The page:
Vitamin A is helpful for many types of eye problems including poor vision in dim light or at night. Vitamin A is a fat-soluble substance that is divided into retinol and provitamin A. Retinol is the active form of vitamin A usually found in animal products, while provitamin A is found in fruits and vegetables.
Meat products are better sources than vegetables. Citrus fruits do not contain any vitamin A. This vitamin has a great impact on mortality and growth. Vitamin A deficiency can cause blindness
In the United States, foods including most dairy produces are fortified with Vitamin A. Therefore, Vitamin A deficiency is very rare in Americans unless individuals have certain chronic intestinal illnesses.
The second-leading cause of blindness in the developing world is lack of Vitamin A. In developing regions such as Africa, Asia, South America, and the Western Pacific. (5)
Source: Wheatgerm, wholegrain cereals, brewer’s yeast, yeast extract
Eye Function: B complex is required to keep eyes healthy. A deficiency of B2 can lead to bloodshot, burning or gritty feeling eyes, cataracts and sensitivity to bright lights.
B complex is critical components in cellular function, including recycling antioxidants.
Eye Problem: Cataracts, sensitivity to bright lights, bloodshot eyes, and burning or gritty eyes
Source: Citrus fruits, potatoes, green vegetables, tomatoes
Eye Function: Vitamin C is being investigated as a prevention of cataracts and glaucoma. Vitamin C is concentrated in the vitreous humor and in the lens of the eye at levels generally ranging 10-50 times higher than the bloodstream.
Eye Problem: Cataracts, glaucoma
Vitamin C is important for healthy eyes. Available in fat and water-soluble forms.
Vitamin A (as retinol) is part of the visual pigment in the human eye.
Eye Problem: Cataracts, retina and blood vessels disorders
Source: Shellfish, red meats, eggs, nuts and seeds, liver, sardines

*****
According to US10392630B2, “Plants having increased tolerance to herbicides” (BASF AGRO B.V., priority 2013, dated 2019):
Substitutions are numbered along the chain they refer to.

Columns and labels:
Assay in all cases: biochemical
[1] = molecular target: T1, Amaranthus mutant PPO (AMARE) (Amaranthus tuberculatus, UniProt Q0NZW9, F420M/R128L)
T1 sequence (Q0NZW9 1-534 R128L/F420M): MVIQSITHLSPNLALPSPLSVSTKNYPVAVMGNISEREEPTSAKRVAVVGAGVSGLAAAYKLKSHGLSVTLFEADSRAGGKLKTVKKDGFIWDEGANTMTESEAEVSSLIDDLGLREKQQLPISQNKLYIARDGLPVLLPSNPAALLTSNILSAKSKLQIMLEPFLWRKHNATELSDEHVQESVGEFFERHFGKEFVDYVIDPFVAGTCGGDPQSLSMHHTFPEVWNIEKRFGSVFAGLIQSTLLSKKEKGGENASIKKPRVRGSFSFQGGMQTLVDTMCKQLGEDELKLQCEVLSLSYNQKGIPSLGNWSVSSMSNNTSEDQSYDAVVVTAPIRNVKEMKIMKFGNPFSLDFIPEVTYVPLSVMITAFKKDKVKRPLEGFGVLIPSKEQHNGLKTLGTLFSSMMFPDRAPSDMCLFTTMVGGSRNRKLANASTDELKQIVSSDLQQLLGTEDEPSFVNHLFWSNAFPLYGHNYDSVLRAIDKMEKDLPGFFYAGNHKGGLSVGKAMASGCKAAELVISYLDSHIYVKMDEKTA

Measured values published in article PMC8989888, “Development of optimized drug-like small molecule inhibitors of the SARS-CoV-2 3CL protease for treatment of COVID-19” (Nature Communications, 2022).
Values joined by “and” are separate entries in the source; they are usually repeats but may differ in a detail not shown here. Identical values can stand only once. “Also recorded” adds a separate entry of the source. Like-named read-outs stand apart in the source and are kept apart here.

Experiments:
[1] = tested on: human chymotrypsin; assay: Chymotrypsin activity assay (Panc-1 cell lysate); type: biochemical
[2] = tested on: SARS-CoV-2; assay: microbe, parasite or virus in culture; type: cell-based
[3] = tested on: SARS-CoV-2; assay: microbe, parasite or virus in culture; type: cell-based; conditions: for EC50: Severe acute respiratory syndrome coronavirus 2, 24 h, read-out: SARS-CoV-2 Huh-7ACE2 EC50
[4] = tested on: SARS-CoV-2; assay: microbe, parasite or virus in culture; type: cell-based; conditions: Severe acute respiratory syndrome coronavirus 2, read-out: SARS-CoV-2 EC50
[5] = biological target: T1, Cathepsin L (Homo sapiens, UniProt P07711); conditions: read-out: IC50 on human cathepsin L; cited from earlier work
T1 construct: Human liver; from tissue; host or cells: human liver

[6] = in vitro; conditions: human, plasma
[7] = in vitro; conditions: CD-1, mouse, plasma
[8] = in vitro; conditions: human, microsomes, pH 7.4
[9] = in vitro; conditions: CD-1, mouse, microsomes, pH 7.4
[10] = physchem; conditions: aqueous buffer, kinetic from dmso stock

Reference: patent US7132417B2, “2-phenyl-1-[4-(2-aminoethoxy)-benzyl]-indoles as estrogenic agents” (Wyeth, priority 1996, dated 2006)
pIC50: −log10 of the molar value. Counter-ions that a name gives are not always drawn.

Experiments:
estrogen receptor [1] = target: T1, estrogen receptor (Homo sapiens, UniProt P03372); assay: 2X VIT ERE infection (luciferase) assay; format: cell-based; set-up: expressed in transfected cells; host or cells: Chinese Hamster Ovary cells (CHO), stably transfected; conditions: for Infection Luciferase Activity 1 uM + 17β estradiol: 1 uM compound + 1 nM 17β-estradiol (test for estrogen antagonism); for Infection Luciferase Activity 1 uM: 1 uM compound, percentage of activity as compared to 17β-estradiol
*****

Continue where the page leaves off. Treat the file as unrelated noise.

Eye Function: Zinc is required in a high concentration for the retina to function properly.
Zinc is also required to release vitamin A from the liver for use by the eyes. Numerous studies into the nutrition of macular degeneration have focused on the importance of zinc. Eye Problem: Retina dysfunction
Sources: fish and shellfish, sesame and sunflower seeds, wholegrain cereals.
Eye Function: Selenium may help to prevent cataracts and to slow the aging of the eye. (6)
Parts of the eye develop during in the following periods:
A. 3 - 4 weeks: The Eye Fields, Optic Vehicle
B. 5 - 6 weeks: The Optic Cup, Lens Vehicle, Choroid Fissure, Hyaloid Artery, Cornea
C. 7 - 8 weeks The Anterior Chamber, Pupillary Membrane, Lens, Retina, Iris D. 9 -15 weeks: Ciliary Body 8-10 weeks: Eyelids (7)
The eye is a delicate and complex organ that is greatly influenced by nutrition. Throughout the pregnancy good nutrition and avoidance of toxins are important to the development of all organs including the eye. The first 8 weeks is the most critical period in the development of the eye. Improper nutrition and contact with toxins, such as pesticides, are most dangerous to the development of the eye in this stage.